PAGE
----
Saturday, 26 March 2016


He saw her just once, and then he was off to war.

Truffaut is full of stories. You can cut a two-minute episode out of his film and get yourself a perfect short story. Or even a novel. Jules et Jim is one such film. It contains a short story that is a beautiful tragedy worth telling.

You could call it 'Letters'.

It involves a man writing letters to a girl he only saw once. It's the First World War and these letters are the only way he can communicate with her. Very tentative at first; all he can say is that he enjoyed her company. She replies. He says he likes her. She replies. Gradually he becomes more forward. Suddenly his letters are a lot more intimate. At some point he writes about her breasts and how it feels touching them. He then kisses her whole body. He then proposes to her. In his letters he now treats her as his bride. He sometimes gets cross because he feels she did something wrong or else her reply was vague and cold. Then one day there's a vicious attack from Germans, and he dies.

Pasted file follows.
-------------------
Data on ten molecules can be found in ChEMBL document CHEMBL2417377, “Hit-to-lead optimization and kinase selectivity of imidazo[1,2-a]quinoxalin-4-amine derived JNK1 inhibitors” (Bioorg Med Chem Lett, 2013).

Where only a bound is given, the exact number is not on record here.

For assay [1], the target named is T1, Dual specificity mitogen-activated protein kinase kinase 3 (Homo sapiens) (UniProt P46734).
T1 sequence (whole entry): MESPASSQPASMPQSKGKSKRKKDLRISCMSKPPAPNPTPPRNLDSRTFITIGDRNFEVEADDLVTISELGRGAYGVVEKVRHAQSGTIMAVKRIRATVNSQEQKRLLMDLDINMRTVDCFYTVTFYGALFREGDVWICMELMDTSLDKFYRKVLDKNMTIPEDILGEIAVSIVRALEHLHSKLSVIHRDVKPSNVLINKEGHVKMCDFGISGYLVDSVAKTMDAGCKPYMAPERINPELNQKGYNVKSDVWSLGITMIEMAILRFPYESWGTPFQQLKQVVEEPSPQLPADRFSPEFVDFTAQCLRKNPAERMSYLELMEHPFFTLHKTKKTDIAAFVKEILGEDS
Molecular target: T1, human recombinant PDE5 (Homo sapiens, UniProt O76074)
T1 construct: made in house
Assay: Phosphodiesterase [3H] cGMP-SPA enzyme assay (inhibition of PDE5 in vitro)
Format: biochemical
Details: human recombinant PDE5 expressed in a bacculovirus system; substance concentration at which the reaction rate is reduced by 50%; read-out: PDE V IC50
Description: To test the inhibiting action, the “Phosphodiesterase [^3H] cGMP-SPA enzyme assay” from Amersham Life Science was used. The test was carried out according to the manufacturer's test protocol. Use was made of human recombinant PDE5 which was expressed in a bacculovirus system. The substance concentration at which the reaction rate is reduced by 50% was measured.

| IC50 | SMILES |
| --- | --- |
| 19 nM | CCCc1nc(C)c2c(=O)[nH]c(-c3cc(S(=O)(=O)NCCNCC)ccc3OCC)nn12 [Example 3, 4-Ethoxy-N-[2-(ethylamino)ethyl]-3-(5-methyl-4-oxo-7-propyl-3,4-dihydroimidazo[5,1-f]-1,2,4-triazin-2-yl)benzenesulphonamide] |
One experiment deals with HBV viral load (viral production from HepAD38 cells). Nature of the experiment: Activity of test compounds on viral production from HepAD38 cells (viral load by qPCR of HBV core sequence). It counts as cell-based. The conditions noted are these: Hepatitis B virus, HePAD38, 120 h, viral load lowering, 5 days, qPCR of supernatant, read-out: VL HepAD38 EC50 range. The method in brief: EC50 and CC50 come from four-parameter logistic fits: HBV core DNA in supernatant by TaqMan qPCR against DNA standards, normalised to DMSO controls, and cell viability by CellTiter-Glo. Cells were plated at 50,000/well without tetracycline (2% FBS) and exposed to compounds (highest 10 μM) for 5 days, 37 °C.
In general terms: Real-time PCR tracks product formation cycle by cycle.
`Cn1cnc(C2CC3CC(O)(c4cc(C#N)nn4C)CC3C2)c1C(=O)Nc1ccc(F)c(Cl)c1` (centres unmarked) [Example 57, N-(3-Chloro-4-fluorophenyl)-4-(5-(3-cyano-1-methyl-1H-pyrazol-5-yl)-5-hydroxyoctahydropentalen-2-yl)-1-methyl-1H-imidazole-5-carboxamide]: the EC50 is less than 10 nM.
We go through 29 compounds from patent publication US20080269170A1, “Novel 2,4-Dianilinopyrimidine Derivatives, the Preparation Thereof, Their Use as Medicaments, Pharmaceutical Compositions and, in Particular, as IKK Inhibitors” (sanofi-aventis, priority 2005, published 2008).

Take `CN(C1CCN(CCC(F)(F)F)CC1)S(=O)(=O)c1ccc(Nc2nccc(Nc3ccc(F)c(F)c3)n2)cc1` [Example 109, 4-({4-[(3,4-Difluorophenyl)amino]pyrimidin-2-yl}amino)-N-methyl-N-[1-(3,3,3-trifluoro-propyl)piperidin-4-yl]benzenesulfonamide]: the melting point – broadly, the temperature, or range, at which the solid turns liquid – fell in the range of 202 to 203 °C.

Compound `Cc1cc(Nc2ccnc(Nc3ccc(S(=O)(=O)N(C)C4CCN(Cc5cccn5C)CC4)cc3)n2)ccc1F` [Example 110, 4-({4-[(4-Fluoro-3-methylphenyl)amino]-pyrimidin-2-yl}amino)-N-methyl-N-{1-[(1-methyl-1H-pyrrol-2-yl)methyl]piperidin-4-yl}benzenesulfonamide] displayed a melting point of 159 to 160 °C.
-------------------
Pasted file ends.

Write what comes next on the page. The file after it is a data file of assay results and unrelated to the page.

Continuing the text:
This is classic Truffaut. It's over in a flash, but it's that perfect combination of provocative and sweet, sentimental and perverted that makes him so good. For me, it's one of the greatest stories never written, and it's the sign of a true master when all you can get is the slightest glimpse.

'A cosmic rhythm with each stroke'. 

Vijay Iyer's new record is indeed called A Cosmic Rhythm With Each Stroke. Which would be a title unbearably pretentious were it a rock singer or a pop band. As it is, you give in to the subtle interplay between the piano and the trumpet filling your head with otherworldly stories you've never heard before.